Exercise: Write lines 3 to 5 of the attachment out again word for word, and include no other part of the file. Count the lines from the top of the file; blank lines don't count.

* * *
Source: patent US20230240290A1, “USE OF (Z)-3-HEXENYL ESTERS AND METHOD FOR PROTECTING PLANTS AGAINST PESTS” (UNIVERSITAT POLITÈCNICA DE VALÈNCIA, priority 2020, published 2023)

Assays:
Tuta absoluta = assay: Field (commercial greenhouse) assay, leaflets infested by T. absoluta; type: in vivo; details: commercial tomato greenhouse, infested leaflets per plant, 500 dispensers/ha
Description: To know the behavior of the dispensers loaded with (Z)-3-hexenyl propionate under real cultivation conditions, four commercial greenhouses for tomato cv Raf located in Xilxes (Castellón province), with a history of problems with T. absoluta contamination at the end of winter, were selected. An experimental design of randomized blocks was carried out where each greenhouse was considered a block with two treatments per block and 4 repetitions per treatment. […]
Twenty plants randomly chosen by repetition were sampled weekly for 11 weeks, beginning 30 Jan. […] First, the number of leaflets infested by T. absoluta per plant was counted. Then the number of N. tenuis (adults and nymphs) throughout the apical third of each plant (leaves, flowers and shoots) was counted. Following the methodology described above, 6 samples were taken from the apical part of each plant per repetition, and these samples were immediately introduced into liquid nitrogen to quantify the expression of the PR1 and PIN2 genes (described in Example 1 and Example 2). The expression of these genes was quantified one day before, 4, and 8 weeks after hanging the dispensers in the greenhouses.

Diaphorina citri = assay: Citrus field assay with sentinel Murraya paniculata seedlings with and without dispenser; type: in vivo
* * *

Tuta absoluta = assay: Field (commercial greenhouse) assay, leaflets infested by T. absoluta; type: in vivo; details: commercial tomato greenhouse, infested leaflets per plant, 500 dispensers/ha
Description: To know the behavior of the dispensers loaded with (Z)-3-hexenyl propionate under real cultivation conditions, four commercial greenhouses for tomato cv Raf located in Xilxes (Castellón province), with a history of problems with T. absoluta contamination at the end of winter, were selected. An experimental design of randomized blocks was carried out where each greenhouse was considered a block with two treatments per block and 4 repetitions per treatment. […]
Twenty plants randomly chosen by repetition were sampled weekly for 11 weeks, beginning 30 Jan. […] First, the number of leaflets infested by T. absoluta per plant was counted. Then the number of N. tenuis (adults and nymphs) throughout the apical third of each plant (leaves, flowers and shoots) was counted. Following the methodology described above, 6 samples were taken from the apical part of each plant per repetition, and these samples were immediately introduced into liquid nitrogen to quantify the expression of the PR1 and PIN2 genes (described in Example 1 and Example 2). The expression of these genes was quantified one day before, 4, and 8 weeks after hanging the dispensers in the greenhouses.